Debbie Cattell, Otford
■ As part of these ‘improvements’ I can
now catch a London Overground train
after the Southern service has left and
still join it at Crystal Palace.
Does part of Govia-owned Southern’s
plan to improve capacity involve
encouraging passengers to use other rail
services to reduce use of its own?
Graeme, Brockley
■ Some rail improvement! Increased
prices, increased journey time, reduced
travel times. Not progress.
Philip, Whitstable
■ We had Meltdown Monday and then it
was Tragic Tuesday. Leeds train station
was in disarray. Every train was delayed
or cancelled during the peak morning
rush hour. Thanks for making me 40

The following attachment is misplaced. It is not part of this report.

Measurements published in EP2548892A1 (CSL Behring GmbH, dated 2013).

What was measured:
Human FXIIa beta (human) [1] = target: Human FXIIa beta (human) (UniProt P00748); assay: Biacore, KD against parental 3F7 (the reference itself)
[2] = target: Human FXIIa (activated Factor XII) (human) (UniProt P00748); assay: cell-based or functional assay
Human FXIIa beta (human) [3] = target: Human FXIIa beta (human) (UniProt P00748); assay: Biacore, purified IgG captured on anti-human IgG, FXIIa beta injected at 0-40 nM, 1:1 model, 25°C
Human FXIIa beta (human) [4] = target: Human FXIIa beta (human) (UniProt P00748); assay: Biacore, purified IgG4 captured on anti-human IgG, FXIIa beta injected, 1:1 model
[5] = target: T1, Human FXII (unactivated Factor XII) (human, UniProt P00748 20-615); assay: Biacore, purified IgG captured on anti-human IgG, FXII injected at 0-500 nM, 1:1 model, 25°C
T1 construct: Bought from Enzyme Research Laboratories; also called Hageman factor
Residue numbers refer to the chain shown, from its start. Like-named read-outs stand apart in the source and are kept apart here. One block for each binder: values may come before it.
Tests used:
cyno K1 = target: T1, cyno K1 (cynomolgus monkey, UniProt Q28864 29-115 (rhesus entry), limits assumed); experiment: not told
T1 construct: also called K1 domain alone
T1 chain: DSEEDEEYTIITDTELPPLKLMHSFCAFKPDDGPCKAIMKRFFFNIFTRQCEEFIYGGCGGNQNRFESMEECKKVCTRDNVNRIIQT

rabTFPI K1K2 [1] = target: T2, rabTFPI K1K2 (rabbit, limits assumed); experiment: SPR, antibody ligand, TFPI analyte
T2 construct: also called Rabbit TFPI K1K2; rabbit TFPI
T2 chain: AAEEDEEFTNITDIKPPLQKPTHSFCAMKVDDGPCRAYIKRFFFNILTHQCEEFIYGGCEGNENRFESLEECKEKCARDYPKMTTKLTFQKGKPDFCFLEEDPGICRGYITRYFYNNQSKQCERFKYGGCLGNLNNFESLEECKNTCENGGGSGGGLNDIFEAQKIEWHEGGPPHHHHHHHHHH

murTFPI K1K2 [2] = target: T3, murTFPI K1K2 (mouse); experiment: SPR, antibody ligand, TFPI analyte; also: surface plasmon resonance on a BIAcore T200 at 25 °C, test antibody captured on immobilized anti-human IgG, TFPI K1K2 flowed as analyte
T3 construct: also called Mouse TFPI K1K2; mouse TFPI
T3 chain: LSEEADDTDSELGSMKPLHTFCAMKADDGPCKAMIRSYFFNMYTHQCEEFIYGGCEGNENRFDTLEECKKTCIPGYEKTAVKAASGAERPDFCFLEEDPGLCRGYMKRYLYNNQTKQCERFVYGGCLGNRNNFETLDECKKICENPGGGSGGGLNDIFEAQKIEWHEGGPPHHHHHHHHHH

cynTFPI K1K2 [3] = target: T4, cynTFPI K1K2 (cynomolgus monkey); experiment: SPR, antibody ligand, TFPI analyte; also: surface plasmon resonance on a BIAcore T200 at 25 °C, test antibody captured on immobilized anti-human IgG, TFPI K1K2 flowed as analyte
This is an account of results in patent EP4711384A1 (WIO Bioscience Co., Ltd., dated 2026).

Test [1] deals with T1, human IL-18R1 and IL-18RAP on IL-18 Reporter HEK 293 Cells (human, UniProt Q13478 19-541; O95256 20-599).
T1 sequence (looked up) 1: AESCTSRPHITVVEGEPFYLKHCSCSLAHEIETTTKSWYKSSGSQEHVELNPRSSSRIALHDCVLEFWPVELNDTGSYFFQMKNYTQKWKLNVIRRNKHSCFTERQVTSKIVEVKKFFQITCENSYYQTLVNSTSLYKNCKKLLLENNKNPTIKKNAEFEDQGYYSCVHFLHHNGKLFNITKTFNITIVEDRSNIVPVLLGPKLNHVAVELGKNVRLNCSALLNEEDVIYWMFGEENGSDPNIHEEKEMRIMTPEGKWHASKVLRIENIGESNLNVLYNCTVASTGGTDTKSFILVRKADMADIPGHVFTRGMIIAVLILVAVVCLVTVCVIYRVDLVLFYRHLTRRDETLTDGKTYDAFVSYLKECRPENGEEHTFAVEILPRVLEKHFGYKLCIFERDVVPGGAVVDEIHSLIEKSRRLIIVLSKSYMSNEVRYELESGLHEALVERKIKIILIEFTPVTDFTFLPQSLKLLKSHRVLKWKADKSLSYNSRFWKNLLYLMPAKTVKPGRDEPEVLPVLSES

minutes late for work.
Dawn, Leeds
■ Good job! You change the timetables
and now, from two trains (7.36am and
It’s a Monday
Meltdown as
rail chaos hits
passengers
COMMUTERS were hit by rush-hour chaos
yesterday after the bigges railw y
b dOMINIC yEATMAN
Wrong track: Our report yesterday
7.50am), you put one train in between
and it is packed. Do you really want
people to use your service? People will
take their car instead.
Marta, London
■ Good on you, Govia-owned
Thameslink. I travel from Wivelsfield to
London Bridge and I now get to work ten
minutes earlier. I then get the 5.06pm
home. Well done.
Bill Monro, Burgess Hill
■ Do we need any more proof that the
privatised railways have yet again failed
to deliver? Fragmented services have led
to chaos and frustration on an
unprecedented scale. Govia should be
stripped of its franchises and railways